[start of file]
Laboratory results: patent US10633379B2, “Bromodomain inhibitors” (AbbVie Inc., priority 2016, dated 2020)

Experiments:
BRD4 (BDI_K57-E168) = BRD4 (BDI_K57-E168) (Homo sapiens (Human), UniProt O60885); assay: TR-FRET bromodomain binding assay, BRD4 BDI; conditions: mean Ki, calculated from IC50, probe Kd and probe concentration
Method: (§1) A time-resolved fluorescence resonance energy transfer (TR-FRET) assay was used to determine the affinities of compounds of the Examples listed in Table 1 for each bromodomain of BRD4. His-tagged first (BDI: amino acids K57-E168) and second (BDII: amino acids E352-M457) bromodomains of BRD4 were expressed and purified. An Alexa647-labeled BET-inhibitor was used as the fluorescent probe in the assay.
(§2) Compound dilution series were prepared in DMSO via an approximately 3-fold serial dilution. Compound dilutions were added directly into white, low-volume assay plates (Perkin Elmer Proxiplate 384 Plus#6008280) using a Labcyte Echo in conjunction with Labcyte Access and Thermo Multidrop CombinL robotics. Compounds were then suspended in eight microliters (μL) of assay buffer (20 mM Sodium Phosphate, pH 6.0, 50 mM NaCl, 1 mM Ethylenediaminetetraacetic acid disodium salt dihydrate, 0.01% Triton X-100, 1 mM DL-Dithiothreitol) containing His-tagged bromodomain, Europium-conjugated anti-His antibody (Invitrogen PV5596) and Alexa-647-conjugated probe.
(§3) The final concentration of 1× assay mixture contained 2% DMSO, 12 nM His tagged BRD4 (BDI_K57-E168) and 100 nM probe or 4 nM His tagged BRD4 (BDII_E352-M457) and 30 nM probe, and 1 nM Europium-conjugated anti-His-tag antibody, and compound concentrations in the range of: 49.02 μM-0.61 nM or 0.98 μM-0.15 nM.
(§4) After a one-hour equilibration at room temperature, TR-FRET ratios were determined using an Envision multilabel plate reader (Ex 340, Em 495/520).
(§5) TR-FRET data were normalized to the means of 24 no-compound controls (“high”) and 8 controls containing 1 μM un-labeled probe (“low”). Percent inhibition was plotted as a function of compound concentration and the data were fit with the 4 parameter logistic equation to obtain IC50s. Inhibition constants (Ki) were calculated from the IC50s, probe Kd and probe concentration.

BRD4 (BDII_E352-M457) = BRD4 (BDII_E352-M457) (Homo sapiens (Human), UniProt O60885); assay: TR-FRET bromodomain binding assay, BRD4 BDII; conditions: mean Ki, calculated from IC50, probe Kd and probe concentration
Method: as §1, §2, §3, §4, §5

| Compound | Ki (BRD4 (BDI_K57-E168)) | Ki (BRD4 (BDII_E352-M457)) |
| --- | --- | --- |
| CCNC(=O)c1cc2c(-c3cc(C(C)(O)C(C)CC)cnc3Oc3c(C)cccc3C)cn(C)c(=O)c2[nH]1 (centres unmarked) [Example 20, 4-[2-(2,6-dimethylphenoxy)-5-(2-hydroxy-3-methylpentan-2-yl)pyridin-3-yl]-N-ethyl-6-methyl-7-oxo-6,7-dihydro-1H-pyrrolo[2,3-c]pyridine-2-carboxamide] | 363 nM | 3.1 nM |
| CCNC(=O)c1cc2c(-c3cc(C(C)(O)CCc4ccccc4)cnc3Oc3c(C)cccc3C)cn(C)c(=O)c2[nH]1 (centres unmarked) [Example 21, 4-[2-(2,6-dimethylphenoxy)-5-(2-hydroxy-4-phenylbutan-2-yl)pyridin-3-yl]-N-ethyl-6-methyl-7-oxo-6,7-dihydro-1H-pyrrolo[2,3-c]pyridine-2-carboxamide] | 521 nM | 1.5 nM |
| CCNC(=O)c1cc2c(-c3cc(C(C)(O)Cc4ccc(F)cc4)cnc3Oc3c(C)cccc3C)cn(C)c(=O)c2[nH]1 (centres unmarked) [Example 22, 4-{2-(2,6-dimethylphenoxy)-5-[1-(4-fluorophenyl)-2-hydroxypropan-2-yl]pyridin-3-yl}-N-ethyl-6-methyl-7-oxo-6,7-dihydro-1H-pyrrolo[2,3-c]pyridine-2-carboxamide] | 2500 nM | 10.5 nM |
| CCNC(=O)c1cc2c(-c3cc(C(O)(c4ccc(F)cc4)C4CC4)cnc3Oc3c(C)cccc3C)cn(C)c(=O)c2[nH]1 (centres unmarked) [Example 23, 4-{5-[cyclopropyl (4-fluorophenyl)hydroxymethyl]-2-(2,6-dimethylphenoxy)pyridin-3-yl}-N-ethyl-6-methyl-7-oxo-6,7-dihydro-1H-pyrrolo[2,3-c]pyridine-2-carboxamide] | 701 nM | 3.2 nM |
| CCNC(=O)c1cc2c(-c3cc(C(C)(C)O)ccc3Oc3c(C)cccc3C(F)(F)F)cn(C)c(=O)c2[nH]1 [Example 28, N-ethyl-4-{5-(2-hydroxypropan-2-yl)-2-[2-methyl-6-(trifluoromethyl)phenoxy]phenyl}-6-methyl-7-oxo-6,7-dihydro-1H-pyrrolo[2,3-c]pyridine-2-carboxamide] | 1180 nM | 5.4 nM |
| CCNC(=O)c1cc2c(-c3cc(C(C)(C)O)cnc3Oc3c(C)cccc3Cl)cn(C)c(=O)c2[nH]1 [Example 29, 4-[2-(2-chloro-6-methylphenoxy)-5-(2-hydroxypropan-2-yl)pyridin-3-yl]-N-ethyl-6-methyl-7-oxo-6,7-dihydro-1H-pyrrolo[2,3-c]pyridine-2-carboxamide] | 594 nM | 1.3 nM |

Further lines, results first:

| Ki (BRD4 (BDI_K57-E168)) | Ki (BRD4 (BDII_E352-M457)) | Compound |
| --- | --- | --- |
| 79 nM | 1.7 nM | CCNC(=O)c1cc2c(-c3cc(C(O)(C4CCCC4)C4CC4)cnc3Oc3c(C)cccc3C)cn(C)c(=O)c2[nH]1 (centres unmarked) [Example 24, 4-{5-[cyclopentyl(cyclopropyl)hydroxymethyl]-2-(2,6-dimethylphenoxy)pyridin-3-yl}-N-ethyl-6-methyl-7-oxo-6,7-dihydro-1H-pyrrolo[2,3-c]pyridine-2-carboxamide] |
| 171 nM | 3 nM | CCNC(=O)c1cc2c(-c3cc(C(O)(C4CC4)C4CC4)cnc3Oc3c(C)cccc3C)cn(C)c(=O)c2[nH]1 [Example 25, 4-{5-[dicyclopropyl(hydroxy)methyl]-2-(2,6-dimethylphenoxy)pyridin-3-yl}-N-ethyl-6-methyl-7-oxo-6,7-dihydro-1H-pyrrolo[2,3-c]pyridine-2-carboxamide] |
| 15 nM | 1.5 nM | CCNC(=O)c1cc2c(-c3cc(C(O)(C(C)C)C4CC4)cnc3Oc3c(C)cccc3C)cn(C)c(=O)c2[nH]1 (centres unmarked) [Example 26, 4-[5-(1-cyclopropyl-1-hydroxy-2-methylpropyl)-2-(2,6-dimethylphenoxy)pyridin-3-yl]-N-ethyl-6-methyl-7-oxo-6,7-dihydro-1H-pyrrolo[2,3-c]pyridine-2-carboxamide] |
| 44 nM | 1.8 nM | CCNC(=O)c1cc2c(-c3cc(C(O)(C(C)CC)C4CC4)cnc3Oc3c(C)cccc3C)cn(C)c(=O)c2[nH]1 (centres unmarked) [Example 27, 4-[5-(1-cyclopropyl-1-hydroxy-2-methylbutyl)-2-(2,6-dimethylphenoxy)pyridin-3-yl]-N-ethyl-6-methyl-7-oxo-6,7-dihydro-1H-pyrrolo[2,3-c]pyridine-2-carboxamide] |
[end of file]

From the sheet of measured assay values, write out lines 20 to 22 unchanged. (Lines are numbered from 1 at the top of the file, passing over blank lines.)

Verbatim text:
| Ki (BRD4 (BDI_K57-E168)) | Ki (BRD4 (BDII_E352-M457)) | Compound |
| --- | --- | --- |
| 79 nM | 1.7 nM | CCNC(=O)c1cc2c(-c3cc(C(O)(C4CCCC4)C4CC4)cnc3Oc3c(C)cccc3C)cn(C)c(=O)c2[nH]1 (centres unmarked) [Example 24, 4-{5-[cyclopentyl(cyclopropyl)hydroxymethyl]-2-(2,6-dimethylphenoxy)pyridin-3-yl}-N-ethyl-6-methyl-7-oxo-6,7-dihydro-1H-pyrrolo[2,3-c]pyridine-2-carboxamide] |